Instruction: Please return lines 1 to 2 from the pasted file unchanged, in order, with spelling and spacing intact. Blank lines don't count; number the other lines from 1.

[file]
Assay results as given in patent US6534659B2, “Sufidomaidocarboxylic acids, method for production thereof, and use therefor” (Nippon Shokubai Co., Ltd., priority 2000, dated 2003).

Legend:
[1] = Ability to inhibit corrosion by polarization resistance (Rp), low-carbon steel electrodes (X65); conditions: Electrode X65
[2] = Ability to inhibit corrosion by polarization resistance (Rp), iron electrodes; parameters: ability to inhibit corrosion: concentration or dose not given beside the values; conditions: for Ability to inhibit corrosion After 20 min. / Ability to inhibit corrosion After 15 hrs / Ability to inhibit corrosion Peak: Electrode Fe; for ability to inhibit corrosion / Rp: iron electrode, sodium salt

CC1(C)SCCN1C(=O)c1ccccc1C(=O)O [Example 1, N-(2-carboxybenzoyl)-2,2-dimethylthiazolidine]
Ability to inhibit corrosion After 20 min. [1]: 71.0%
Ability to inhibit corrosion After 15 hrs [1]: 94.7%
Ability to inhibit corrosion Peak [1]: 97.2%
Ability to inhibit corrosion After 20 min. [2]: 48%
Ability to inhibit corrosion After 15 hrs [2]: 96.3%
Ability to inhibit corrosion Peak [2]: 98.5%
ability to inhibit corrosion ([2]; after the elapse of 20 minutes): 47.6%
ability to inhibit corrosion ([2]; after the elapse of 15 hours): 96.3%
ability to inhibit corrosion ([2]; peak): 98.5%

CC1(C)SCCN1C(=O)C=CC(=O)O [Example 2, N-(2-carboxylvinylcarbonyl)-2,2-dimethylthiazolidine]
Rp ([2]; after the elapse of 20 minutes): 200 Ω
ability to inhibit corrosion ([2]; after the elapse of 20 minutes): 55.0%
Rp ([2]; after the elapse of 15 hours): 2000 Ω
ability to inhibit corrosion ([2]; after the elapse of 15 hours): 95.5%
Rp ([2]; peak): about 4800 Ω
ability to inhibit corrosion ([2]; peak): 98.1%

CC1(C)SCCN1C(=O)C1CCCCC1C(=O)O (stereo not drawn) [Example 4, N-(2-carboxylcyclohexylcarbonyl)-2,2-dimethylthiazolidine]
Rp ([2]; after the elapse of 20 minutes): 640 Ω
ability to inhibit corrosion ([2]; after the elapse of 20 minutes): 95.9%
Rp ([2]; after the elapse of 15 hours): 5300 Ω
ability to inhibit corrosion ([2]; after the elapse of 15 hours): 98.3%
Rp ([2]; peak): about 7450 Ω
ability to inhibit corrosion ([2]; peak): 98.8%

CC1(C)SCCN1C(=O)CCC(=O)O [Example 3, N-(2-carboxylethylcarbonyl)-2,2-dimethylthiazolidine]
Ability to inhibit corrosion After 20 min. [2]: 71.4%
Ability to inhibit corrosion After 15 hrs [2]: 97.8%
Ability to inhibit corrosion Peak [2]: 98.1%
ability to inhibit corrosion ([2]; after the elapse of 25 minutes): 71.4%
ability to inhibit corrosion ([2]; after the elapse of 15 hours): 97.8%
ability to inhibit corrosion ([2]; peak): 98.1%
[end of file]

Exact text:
Assay results as given in patent US6534659B2, “Sufidomaidocarboxylic acids, method for production thereof, and use therefor” (Nippon Shokubai Co., Ltd., priority 2000, dated 2003).

Legend: